The only way to come closer to meeting the demand for new housing is to make it easier to build large apartment projects, particularly near mass transit (where the effect on traffic is muted). That’s because it’s far more efficient to add units in blocks of 100 or 500 than it is to do it in blocks of 10 (like we do).

But even the densest zoning we have (R4 and the rare R5) don’t let you build that densely, in part due to height and FAR limits conceived in an era when LA was basically a conglomeration of suburbs and not a true city.

In order to fit more housing on their lots, developers of very large projects generally go to the city planning department and, ultimately, the city council in order to get special spot zoning.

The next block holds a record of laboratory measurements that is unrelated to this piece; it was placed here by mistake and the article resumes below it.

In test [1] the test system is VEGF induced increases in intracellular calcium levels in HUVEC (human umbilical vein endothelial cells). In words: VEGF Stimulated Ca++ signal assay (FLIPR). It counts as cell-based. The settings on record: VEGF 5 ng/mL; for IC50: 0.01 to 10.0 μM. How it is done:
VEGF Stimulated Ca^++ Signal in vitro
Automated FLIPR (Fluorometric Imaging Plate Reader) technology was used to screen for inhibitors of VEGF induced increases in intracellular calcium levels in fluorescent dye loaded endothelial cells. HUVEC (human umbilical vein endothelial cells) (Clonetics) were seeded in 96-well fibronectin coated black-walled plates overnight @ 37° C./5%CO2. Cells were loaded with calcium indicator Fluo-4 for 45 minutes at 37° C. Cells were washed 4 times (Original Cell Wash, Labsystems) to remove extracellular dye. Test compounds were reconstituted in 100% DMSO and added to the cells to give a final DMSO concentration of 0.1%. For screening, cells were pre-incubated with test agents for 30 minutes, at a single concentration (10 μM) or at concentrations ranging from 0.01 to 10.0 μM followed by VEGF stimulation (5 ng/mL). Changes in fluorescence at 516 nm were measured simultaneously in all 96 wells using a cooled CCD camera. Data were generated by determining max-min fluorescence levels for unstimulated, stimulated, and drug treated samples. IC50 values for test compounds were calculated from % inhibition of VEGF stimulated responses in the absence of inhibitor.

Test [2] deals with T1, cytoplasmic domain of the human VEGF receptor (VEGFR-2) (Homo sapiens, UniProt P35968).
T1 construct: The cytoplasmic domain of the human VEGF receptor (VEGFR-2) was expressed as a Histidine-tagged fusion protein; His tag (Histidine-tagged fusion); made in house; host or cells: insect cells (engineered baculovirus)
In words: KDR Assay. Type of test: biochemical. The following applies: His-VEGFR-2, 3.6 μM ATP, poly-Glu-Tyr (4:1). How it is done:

Measure S would restrict the planning department and city council from granting this spot zoning, making it way, way more difficult to get these large project built.

Fewer large projects -> slower rate of supply growth -> higher rents / prices. That’s bad for the city.

So, if Measure S is so bad for the city, how come it’s so good for me?

Well, I’m a housing supplier with a pretty large portfolio of units in desirable areas. To the extent that Measure S slows supply growth, I will continue to be able to raise rents at rates exceeding inflation. That’s great for me (and my investors!) because increasing rents take my projects from our target ~7% unlevered yields into the stratosphere.

But I’m going to vote against S, because my business is already good and I care deeply about the future affordability of our city for the vast majority of people. I hope you’ll join me.

Our latest 4plex renovation

Thought you guys might appreciate seeing pics of our most recently completed project, a very large 4plex which happens to be located next to another of our projects.